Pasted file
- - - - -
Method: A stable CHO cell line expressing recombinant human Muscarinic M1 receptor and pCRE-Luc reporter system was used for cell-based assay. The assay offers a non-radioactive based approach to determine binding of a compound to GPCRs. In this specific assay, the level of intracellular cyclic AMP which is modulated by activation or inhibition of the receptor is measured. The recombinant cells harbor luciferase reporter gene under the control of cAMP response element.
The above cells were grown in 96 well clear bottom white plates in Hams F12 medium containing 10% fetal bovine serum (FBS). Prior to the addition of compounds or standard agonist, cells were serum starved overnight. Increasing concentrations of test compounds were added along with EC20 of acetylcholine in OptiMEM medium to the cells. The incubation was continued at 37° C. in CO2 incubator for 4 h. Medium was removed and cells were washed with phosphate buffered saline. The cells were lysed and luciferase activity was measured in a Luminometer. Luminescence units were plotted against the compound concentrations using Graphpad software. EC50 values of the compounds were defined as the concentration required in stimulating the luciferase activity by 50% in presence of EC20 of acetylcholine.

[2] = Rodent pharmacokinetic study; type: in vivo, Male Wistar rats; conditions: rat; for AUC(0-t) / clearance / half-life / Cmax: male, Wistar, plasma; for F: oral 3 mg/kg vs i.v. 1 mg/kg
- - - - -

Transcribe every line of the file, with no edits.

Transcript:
Method: A stable CHO cell line expressing recombinant human Muscarinic M1 receptor and pCRE-Luc reporter system was used for cell-based assay. The assay offers a non-radioactive based approach to determine binding of a compound to GPCRs. In this specific assay, the level of intracellular cyclic AMP which is modulated by activation or inhibition of the receptor is measured. The recombinant cells harbor luciferase reporter gene under the control of cAMP response element.
The above cells were grown in 96 well clear bottom white plates in Hams F12 medium containing 10% fetal bovine serum (FBS). Prior to the addition of compounds or standard agonist, cells were serum starved overnight. Increasing concentrations of test compounds were added along with EC20 of acetylcholine in OptiMEM medium to the cells. The incubation was continued at 37° C. in CO2 incubator for 4 h. Medium was removed and cells were washed with phosphate buffered saline. The cells were lysed and luciferase activity was measured in a Luminometer. Luminescence units were plotted against the compound concentrations using Graphpad software. EC50 values of the compounds were defined as the concentration required in stimulating the luciferase activity by 50% in presence of EC20 of acetylcholine.

[2] = Rodent pharmacokinetic study; type: in vivo, Male Wistar rats; conditions: rat; for AUC(0-t) / clearance / half-life / Cmax: male, Wistar, plasma; for F: oral 3 mg/kg vs i.v. 1 mg/kg